Businesses can overpay for innovation or new product lines. They can also be exposed when the market fails to embrace their bright new thing, or simply turns in a different direction. Berkshire Hathaway has an incredible record, but even Warren Buffet – the Oracle of Omaha and probably the world’s most celebrated stockpicker – can call it wrong and dumped their holding in airlines mid-pandemic, just months after increasing their stakes. Softbank have also frequently flipped recently acquired stakes in chip makers, like Arm, and mobile phone operators, like Sprint.
Deals will also go wrong when the acquiring businesses fail in their due diligence and simply do not understand the operational complexity of a merger, or the commercial risk of the deal. In 2008, Royal Bank of Scotland’s disastrous acquisition of ABN Amro unravelled very quickly as bad debt provisions and write-offs mounted up, and after the Dutch state rescued ABN in 2008, it led to RBS writing off £16 billion worth in bad debt mainly due to loans given out by ABN.
Complexity can often lead to challenges when businesses try to integrate. As an example, the Santander acquisition of Abbey was fraught with difficulties: the technology platform needed to be replaced; Abbey’s wholesale bank needed to be wound down; the life division was wounded by capital requirements and was sold off to Resolution; and the retail bank needed a complete overhaul. During an integration process, which lasted several years, 10,000 staff lost their jobs and for many years, the bank was rated among the worst for customer service. Also, huge capital expenditure was needed to implement ‘Partenon’ – the transformational IT platform imported from Spain.
Interestingly though, viewed from here and now, rather than there and then, the acquisition is seen as a success because Santander UK ended the process in good shape and strong enough to be able to capitalise on other banks’ misfortunes after the 2007/08 banking crisis.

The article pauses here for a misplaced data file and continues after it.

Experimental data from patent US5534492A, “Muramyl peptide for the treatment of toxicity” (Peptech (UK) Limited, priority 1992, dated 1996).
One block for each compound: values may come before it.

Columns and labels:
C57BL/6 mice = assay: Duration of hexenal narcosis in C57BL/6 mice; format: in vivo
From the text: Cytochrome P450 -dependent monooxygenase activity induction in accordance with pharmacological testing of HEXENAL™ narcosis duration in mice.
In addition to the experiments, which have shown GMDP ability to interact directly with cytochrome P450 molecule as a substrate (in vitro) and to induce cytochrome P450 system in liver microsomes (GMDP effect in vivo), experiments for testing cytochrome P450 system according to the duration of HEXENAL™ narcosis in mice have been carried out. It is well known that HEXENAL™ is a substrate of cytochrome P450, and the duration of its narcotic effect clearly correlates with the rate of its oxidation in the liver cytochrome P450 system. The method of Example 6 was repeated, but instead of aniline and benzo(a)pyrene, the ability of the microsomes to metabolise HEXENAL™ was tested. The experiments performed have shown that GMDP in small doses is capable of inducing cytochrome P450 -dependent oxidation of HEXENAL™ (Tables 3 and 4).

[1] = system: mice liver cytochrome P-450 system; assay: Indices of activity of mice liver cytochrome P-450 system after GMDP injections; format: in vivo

Mergers also fail due to the cultural differences of the merging businesses, like when AOL acquired Time Warner for around $165 billion – one of the largest mergers in history. Many thought the cultures were similar, but the President of Time Warner post-merger said it was, “beyond my abilities to figure out how to blend the old media and the new media culture.” Mixing cultures proved their biggest hurdle – one they were never able to clear – and as a result, the businesses brought together for wedded bliss, now live separate lives.
But despite all these obvious challenges, the upsides of M&A can be great. As JP Morgan’s chief executive Jamie Dimon recently put it “the line is open” for new deals. As long as trusted partners carry out full financial, cultural and operational diligence and technological and systematic risk assessment and have a clear vision and strategy together with a detailed roadmap, two can still become one.
Ewen Fleming is Partner and Head of Financial Services at Johnston Carmichael